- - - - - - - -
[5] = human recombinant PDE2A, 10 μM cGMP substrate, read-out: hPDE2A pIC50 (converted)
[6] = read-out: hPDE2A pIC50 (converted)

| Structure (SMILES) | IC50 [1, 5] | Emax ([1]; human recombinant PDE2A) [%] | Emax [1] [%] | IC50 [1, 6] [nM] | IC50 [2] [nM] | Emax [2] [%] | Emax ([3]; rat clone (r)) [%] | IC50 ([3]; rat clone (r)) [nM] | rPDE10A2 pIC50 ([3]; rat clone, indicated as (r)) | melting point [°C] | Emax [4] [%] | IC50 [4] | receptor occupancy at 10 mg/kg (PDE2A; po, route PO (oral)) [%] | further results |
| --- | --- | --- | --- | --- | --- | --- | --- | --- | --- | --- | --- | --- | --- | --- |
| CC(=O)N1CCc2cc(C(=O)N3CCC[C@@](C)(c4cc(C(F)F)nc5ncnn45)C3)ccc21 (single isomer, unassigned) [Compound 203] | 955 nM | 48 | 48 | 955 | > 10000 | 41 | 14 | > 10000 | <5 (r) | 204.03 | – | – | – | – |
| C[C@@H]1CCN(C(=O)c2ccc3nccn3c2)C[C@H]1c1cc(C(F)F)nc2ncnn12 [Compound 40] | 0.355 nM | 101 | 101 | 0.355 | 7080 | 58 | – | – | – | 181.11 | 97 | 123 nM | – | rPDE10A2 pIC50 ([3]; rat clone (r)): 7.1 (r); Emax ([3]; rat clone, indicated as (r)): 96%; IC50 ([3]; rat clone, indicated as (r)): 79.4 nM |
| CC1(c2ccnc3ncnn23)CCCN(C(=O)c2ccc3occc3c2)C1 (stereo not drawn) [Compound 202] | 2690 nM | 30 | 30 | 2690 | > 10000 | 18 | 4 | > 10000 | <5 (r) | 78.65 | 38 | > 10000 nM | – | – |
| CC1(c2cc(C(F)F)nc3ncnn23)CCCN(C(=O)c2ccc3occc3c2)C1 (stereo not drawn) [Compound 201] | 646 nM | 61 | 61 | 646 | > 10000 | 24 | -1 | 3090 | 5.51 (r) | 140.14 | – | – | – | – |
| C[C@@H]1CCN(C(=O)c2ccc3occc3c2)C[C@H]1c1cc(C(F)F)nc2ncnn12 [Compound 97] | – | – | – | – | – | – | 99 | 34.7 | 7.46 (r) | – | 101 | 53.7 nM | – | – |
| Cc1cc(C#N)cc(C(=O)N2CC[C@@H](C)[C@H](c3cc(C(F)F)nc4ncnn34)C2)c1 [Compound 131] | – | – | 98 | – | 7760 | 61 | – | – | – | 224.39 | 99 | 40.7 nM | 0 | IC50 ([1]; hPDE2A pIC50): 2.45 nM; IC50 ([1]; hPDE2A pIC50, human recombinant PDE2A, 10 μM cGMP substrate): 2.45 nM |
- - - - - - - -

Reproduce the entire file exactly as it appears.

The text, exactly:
[5] = human recombinant PDE2A, 10 μM cGMP substrate, read-out: hPDE2A pIC50 (converted)
[6] = read-out: hPDE2A pIC50 (converted)

| Structure (SMILES) | IC50 [1, 5] | Emax ([1]; human recombinant PDE2A) [%] | Emax [1] [%] | IC50 [1, 6] [nM] | IC50 [2] [nM] | Emax [2] [%] | Emax ([3]; rat clone (r)) [%] | IC50 ([3]; rat clone (r)) [nM] | rPDE10A2 pIC50 ([3]; rat clone, indicated as (r)) | melting point [°C] | Emax [4] [%] | IC50 [4] | receptor occupancy at 10 mg/kg (PDE2A; po, route PO (oral)) [%] | further results |
| --- | --- | --- | --- | --- | --- | --- | --- | --- | --- | --- | --- | --- | --- | --- |
| CC(=O)N1CCc2cc(C(=O)N3CCC[C@@](C)(c4cc(C(F)F)nc5ncnn45)C3)ccc21 (single isomer, unassigned) [Compound 203] | 955 nM | 48 | 48 | 955 | > 10000 | 41 | 14 | > 10000 | <5 (r) | 204.03 | – | – | – | – |
| C[C@@H]1CCN(C(=O)c2ccc3nccn3c2)C[C@H]1c1cc(C(F)F)nc2ncnn12 [Compound 40] | 0.355 nM | 101 | 101 | 0.355 | 7080 | 58 | – | – | – | 181.11 | 97 | 123 nM | – | rPDE10A2 pIC50 ([3]; rat clone (r)): 7.1 (r); Emax ([3]; rat clone, indicated as (r)): 96%; IC50 ([3]; rat clone, indicated as (r)): 79.4 nM |
| CC1(c2ccnc3ncnn23)CCCN(C(=O)c2ccc3occc3c2)C1 (stereo not drawn) [Compound 202] | 2690 nM | 30 | 30 | 2690 | > 10000 | 18 | 4 | > 10000 | <5 (r) | 78.65 | 38 | > 10000 nM | – | – |
| CC1(c2cc(C(F)F)nc3ncnn23)CCCN(C(=O)c2ccc3occc3c2)C1 (stereo not drawn) [Compound 201] | 646 nM | 61 | 61 | 646 | > 10000 | 24 | -1 | 3090 | 5.51 (r) | 140.14 | – | – | – | – |
| C[C@@H]1CCN(C(=O)c2ccc3occc3c2)C[C@H]1c1cc(C(F)F)nc2ncnn12 [Compound 97] | – | – | – | – | – | – | 99 | 34.7 | 7.46 (r) | – | 101 | 53.7 nM | – | – |
| Cc1cc(C#N)cc(C(=O)N2CC[C@@H](C)[C@H](c3cc(C(F)F)nc4ncnn34)C2)c1 [Compound 131] | – | – | 98 | – | 7760 | 61 | – | – | – | 224.39 | 99 | 40.7 nM | 0 | IC50 ([1]; hPDE2A pIC50): 2.45 nM; IC50 ([1]; hPDE2A pIC50, human recombinant PDE2A, 10 μM cGMP substrate): 2.45 nM |